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Gerald R. Griffin. "The Piece of String." Masterplots II: Short Story Series, Revised Edition writes in his summary of this story, "Maitre Hauchecorne is an old peasant. On an autumn market-day in Goderville, Hauchecorne is about to enter the square when he sees a piece of string on the ground and, being of the saving kind, retrieves it. As he does so, he becomes aware that an enemy of his, M. Malandain, the local harness maker, is watching. Ashamed to be seen picking up a remnant of string, the protagonist furtively hides it in his clothing and then pretends to be looking for something of value on the ground. With his head bent over in his intent search, he moves on toward the market." Hauchercorne is accused by his enemy Malandain of stealing a woman's purse. The purse is found and Hauchercorne feels vindicated, but people still don't believe he had nothing to do with the missing purse. Hauchercorne is so ridiculed and isolated from this incident that "the protagonist falls ill in late December and is bedridden. Early in January, he dies; in his deathbed delirium, his denials of wrongdoing are focused in a single phrase uttered repeatedly: “A little bit of string—a little bit of string.”
It is market day and the Norman farmers and their wives stream into town. Maître Hauchecorne of Breauté is just making his way toward the square when he notices a piece of string. The thrifty Hauchecorne bends down and picks up the string. When he realizes he is being watched by Maître Malandain, a man with whom he once had a dispute over the cost of a harness, Maître Hauchecorne is rather embarrassed, so he bends again and pretends that he is searching for something he has lost.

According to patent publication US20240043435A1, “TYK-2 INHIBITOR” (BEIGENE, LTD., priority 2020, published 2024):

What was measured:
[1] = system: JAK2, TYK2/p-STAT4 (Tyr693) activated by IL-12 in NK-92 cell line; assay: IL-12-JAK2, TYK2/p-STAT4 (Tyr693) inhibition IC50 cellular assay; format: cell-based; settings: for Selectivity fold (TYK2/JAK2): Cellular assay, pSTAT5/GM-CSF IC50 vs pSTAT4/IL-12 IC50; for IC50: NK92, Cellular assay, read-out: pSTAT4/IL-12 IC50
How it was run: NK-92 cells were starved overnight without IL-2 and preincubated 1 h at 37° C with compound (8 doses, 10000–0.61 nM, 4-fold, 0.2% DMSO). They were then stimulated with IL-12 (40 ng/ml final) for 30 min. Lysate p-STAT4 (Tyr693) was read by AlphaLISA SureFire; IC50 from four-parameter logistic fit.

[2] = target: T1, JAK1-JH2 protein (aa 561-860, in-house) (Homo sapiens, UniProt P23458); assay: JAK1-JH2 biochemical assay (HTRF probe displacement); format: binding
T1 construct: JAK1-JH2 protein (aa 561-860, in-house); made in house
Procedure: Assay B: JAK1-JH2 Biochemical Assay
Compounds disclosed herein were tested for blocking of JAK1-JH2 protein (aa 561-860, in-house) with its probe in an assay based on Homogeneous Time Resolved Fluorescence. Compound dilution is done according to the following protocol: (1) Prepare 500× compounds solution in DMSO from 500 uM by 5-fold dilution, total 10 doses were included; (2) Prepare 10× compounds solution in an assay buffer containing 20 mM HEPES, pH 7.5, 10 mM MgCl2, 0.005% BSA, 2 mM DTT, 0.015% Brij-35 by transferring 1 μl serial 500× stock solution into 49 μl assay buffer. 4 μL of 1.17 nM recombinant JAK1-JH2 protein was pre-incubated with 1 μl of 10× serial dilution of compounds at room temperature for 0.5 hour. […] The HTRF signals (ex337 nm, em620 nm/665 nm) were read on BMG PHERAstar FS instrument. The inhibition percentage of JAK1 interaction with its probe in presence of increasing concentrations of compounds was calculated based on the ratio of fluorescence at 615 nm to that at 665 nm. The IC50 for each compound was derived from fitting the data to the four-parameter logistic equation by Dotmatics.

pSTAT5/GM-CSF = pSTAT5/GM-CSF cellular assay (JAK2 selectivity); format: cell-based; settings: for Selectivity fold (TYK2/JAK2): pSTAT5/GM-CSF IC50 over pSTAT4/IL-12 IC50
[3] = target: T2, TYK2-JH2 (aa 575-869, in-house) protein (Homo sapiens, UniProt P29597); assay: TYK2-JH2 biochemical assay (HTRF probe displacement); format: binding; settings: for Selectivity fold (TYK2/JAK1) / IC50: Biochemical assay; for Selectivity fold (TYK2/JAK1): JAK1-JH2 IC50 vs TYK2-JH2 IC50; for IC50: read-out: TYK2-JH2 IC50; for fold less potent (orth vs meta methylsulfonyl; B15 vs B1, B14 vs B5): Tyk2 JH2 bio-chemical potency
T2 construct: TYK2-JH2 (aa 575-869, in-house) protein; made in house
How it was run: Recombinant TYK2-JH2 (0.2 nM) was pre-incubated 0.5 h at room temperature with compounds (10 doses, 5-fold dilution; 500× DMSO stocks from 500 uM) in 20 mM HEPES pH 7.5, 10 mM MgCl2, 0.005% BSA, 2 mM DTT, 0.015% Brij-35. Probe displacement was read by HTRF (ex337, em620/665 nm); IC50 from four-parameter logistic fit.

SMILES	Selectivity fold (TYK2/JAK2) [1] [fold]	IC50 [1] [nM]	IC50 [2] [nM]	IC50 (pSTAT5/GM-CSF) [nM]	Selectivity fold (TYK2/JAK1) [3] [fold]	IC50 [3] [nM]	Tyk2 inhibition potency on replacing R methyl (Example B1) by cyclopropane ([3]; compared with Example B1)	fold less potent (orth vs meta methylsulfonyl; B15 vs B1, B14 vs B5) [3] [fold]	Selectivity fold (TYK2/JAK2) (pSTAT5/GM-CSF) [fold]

As the day goes on, the men and women barter with each other until the market clears. At the innkeeper Jourdain's, the diners sit by an immense fireplace and enjoy their meals when suddenly they hear the rolling beat of a drum. The town crier announces that a black leather pocketbook which contains five hundred francs and some documents is missing. It is requested that the finder return it to Maître Fortuné Houlebrèque. After the crier departs, the diners discuss the chances of finding this pocketbook.
Soon thereafter, the police sergeant appears in the doorway and asks for Maître Hauchecorne to accompany him to the town hall, where the mayor questions him about the lost pocketbook. He tells Hauchecorne that Maître Malandain has previously observed his bending down and picking up something. Hauchecorne denies that he was doing anything but pick up a piece of string. The mayor tells him that he was also searching in the dirt, but Hauchecorne protests vehemently:
How can anyone say such things!...How can anyone say such lies to ruin a man's good name!
No matter how much he protests, no one believes Maître Hauchecorne. Bothered by these accusations, he goes around and stops people to tell them that he has not taken the lost pocketbook. People just respond with things like "You sly old rascal, you!"
Hauchecorne returns to the market and restates his innocence, but is thought to have had an accomplice who returned the pocketbook for him. "He was heartsick over the injustice of being suspected."
Maître Houchecorne takes to his bed in December, and in the early days of January, he keeps protesting his innocence, saying,
Just a bit of string...a little bit of string...Mr. Mayor there it is!
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